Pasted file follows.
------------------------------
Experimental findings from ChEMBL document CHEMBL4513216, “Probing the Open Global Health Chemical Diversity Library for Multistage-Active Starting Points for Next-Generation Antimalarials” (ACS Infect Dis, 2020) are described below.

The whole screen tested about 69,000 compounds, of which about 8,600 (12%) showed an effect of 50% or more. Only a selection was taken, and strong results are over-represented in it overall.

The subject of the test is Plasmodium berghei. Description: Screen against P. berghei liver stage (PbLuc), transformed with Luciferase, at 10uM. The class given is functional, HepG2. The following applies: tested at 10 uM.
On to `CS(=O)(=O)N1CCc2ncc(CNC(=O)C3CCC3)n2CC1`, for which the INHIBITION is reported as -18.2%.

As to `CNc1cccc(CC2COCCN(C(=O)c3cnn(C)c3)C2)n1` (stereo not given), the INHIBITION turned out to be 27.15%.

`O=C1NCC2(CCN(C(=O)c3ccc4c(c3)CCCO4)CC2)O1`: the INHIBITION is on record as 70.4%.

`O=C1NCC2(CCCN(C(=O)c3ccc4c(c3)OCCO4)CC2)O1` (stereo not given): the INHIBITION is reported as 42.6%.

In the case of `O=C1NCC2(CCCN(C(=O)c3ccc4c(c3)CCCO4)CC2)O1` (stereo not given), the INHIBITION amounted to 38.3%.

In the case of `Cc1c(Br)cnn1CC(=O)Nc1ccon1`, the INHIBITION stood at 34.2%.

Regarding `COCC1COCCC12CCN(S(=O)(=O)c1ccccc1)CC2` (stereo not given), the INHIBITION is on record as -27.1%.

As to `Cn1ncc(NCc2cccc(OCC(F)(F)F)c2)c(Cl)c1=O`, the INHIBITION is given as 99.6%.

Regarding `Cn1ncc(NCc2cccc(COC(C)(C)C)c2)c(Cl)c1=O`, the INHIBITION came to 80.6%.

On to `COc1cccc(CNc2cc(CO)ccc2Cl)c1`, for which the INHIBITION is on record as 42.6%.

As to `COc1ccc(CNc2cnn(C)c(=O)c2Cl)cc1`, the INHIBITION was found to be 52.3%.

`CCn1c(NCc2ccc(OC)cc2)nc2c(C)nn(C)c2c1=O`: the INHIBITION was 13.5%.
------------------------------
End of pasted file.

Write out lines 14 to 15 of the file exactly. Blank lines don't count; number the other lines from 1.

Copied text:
As to `COc1ccc(CNc2cnn(C)c(=O)c2Cl)cc1`, the INHIBITION was found to be 52.3%.

`CCn1c(NCc2ccc(OC)cc2)nc2c(C)nn(C)c2c1=O`: the INHIBITION was 13.5%.